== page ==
martes, 28 de enero de 2014

No More Mulberries…. Drunk Chickens and Burnt Macaroni by Mary Smith (Review)

No More Mulberries…. Drunk Chickens and Burnt Macaroni by Mary Smith
Reviewed by Alex Canton-Dutari

I have always been a sucker for non-fiction works, as well as real-life fiction.  The latter is a genre that may not exist officially, but I use it to describe stories that are so credible that even though there is a previous disclaimer the fiction seems real.  No More Mulberries is a novel, whereas Drunk Chickens and Burnt Macaroni is presented as a collection of stories -- however, the main characters reappear giving the impression of a novel. 
Ms Smith depicts the perils of working in Afghanistan during troubled times, and shows what seems to be a mantel of situations that Afghans still are dealing with. The main sociological aspect is the plight of women, but described through the eyes of an Afghan woman -- in spite of the author being from Scotland -- which is very different than what has been reported in the media. She reminds us that the road to equality between men and women in the world is not that different than how it is walked through in Afghanistan. A shocking detail was learning that the world reacted more to the threat of the bombing of the Buddha statues than to the famine the Afghans were going through at the time.

I found quite a few bumps on the road of storytelling in the form of liberal punctuation, but though this may bother some readers I was taken by the powerful stories with their particular cultural insights.

jueves, 16 de enero de 2014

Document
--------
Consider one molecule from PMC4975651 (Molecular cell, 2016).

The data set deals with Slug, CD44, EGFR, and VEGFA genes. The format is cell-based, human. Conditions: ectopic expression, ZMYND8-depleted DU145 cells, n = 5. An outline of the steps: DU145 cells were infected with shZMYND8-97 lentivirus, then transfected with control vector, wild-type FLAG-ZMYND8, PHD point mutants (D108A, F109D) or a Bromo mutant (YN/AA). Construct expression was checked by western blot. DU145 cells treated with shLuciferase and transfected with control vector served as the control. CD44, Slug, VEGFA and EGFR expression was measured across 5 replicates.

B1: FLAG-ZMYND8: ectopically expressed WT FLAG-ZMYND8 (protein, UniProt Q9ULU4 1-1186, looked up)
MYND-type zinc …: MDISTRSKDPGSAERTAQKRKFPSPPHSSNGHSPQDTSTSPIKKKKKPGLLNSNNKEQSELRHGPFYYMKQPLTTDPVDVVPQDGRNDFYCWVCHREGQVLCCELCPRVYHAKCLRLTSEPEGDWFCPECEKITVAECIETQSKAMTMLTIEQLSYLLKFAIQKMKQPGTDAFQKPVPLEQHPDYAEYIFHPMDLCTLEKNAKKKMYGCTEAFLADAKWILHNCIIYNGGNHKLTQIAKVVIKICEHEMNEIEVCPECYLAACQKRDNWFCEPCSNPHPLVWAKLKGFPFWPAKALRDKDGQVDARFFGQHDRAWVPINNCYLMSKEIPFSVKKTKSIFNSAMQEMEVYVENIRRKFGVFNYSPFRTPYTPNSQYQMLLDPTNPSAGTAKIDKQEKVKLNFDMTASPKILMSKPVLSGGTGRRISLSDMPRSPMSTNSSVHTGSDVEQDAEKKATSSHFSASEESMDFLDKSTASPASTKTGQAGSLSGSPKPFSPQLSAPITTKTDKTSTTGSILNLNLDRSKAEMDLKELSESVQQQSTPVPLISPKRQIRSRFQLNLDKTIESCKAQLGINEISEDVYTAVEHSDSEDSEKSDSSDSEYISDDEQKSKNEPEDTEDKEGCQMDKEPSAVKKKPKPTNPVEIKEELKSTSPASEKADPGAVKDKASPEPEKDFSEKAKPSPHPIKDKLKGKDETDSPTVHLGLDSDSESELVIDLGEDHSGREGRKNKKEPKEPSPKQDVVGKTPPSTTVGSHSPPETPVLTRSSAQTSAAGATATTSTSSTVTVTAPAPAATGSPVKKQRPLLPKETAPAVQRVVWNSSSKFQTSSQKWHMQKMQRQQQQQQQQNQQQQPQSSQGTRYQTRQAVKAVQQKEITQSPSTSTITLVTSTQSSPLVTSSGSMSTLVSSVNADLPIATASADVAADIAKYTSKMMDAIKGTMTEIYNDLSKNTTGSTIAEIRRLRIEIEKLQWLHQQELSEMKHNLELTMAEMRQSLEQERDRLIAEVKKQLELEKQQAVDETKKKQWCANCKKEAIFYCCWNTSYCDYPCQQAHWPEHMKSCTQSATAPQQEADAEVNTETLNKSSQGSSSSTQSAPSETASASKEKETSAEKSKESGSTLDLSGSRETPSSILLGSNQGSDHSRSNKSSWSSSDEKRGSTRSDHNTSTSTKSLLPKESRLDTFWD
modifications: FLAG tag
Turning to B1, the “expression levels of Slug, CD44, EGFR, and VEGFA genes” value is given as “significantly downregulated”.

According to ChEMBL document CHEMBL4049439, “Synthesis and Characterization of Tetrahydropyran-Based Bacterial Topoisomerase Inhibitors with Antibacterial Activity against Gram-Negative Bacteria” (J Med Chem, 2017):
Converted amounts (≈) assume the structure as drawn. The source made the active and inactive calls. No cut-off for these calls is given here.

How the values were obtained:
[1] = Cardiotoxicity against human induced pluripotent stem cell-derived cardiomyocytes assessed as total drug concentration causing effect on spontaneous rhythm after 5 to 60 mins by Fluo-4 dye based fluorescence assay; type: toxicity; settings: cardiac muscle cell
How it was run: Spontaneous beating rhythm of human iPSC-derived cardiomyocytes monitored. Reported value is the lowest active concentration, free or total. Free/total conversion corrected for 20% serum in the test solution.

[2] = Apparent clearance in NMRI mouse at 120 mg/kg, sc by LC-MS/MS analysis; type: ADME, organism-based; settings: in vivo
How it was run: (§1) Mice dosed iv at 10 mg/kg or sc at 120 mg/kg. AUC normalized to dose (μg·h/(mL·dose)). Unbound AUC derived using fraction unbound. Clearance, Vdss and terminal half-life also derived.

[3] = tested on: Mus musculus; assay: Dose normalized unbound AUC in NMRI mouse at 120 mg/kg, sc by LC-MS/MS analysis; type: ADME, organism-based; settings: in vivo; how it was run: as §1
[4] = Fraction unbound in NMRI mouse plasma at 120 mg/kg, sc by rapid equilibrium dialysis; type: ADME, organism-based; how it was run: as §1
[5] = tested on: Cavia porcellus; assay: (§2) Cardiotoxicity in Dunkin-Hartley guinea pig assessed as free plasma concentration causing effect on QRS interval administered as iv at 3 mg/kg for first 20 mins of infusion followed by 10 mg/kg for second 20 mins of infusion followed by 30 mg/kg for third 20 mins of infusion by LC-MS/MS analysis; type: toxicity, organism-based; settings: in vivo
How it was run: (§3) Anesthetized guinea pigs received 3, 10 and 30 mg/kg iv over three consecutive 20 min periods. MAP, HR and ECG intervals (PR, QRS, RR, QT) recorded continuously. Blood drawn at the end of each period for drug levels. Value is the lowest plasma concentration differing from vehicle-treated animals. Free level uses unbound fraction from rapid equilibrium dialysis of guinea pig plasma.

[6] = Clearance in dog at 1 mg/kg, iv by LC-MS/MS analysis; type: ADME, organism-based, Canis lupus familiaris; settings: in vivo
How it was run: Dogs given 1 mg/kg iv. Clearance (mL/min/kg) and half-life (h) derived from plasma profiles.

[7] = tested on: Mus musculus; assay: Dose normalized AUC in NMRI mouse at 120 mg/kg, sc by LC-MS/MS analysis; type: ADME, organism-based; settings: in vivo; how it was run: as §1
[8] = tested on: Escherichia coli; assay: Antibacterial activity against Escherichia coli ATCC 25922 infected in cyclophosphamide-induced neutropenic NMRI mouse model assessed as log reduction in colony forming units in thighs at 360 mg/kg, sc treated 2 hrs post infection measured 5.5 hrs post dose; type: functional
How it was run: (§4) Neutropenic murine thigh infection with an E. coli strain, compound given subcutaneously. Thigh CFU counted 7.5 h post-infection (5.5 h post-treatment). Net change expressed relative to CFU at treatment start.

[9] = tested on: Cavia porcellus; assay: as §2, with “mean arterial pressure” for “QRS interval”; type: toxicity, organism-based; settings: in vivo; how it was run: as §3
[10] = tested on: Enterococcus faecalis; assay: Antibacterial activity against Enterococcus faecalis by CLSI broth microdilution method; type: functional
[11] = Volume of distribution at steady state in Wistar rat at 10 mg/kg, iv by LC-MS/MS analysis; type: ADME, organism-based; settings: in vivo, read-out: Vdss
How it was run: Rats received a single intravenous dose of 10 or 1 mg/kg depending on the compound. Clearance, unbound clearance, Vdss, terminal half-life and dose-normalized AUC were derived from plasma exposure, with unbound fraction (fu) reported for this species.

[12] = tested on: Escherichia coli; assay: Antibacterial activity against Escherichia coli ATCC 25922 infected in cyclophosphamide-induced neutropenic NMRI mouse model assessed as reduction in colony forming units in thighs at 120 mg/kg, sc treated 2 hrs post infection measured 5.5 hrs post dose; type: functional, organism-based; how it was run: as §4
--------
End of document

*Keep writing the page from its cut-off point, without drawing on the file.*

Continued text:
Tales by Erin by EA Harwik -- Review

Tales by Erin by EA Harwik
Reviewed by Alex Canton-Dutari


I have always considered that writing short stories takes a special gift, which EA Harwik definitely has.  Though the content of the stories is quite different, they are bound by emotion in all its different degrees -- from love to anger.  When he writes in the first person he is able to elicit strong feelings in the reader, especially since his fiction almost reads as true life -- or is it the other way around?  BTW, Caveman was delivered in a style reminiscent of a fable.  This is an author I will follow.

martes, 14 de enero de 2014

Otilia Umaga, The Mullato Girl from Martinica -- Review

Otilia Umaga, The Mullato Girl from Martinica, by Lidia Barugel
Reviewed by Alex Canton-Dutari
Lidia Barugel, an Argentinian writer won a very important novel contest not too long ago with this book. "Otilia Umaga, La Mulata de Martinica," is a beautiful novel written in Spanish. I would recommend it to anyone who likes to read in this language. The plot takes place in Senegal -- mainly -- with a few sights of Bahia, Brasil. It has all the required elements of fantasy, movement in time and space, and perhaps the required erotic element of our time in writing.
Nevertheless, the English translation has been done almost word by word, trying to maintain the writer's special weaving of the original text. It failed in its purpose.

miércoles, 8 de enero de 2014

Independent People by Halldor Laxness (Review)


Independent People by Halldor Laxness
Review by Alex Canton-Dutari

This Icelandic Literature Nobel Prize Winner wrote an epic that depicts the struggle of a person trying to live out of bounds in the socio-economic interlinks weaved during the beginning of the 20th Century. Some of the information was astounding to me -- coffee as the national drink? The narrative is straightforward, mostly, though important messages are conveyed through poetry. Nevertheless, the epic novel is full of symbolisms that seem to stand forever in Western culture.